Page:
Placelessness is an installation that explores censorship by pixelation in satellite mapping applications, which are meant to provide users with accurate information about locations around the world. Digital mapping technology makes it possible to represent the physical reality of the world while adding in distortion, censorship or error. In this work, Eduardo Ruiz wishes to highlight the failure of the companies in charge of mapping territory for the public. The political meets the poetic through the use of technologies of order and control.
In Placelessness, Ruiz shows the kinds of ruptures that appear on publicly accessible cartographic platforms. The first work consists of a series of pixelated images of the city of Rotterdam. The pixelation is presented as an attractive element, revealing the beauty of the censored images. The second work consists of a series of mosaics that simulate cartographic censorship, generating confusion between the visible and the censored, the real and the digital, the physical and the virtual. The pixels, QR codes and images of the city play with the spectator’s perception. The third work is a video in which the artist intervenes in the Piet Hein monument in Delfshaven, Rotterdam. Hein was a historical figure linked to the enslavement of West Africans by the Dutch. The pixelation of his face refers to the social construction of the territory, as if he draws and creates a map by combining virtual and physical space.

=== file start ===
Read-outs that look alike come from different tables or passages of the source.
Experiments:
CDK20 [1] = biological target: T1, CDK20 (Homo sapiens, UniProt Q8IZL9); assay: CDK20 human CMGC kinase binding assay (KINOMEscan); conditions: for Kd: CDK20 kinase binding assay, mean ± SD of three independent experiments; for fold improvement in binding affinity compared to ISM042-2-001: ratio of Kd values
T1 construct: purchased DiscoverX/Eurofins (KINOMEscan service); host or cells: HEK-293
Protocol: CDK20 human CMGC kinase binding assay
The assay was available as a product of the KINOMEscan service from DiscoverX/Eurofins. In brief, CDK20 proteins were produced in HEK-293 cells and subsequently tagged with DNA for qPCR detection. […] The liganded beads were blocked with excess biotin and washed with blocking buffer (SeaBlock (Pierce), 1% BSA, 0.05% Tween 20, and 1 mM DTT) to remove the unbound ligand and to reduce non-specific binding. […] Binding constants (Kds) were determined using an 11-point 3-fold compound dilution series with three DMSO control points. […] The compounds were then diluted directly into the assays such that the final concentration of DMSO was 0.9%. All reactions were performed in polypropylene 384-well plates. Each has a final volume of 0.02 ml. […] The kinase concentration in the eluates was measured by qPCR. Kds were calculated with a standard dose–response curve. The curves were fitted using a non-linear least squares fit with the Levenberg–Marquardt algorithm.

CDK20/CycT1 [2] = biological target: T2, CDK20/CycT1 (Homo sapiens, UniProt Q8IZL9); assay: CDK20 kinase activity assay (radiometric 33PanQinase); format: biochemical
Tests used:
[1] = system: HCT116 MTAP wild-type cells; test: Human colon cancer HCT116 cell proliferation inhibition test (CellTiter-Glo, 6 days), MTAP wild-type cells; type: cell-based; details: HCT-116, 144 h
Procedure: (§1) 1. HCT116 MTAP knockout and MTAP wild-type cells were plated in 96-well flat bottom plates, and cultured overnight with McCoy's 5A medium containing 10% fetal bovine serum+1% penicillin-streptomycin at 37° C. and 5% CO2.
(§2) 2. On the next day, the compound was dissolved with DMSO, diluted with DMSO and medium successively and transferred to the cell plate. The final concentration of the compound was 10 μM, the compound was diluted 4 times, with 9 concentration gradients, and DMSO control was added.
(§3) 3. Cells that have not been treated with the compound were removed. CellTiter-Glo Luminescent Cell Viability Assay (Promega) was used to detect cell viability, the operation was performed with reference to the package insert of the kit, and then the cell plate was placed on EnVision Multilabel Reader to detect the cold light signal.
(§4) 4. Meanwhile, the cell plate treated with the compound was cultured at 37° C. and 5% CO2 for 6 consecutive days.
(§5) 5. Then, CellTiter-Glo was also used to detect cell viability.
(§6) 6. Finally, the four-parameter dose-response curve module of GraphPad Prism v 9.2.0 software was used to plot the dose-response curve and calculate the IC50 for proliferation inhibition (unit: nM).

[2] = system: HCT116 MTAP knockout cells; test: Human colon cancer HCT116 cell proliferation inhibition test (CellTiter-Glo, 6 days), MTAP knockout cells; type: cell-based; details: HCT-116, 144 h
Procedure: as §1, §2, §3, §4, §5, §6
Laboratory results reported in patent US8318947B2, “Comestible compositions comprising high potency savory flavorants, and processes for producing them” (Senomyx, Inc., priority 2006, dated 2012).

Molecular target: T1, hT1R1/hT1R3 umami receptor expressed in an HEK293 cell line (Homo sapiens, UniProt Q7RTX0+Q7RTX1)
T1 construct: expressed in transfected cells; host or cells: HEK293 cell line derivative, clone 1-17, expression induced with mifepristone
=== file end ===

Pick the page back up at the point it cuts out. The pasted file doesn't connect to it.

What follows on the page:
This project was developed during a residency as part of a Summer Sessions residency at V2_.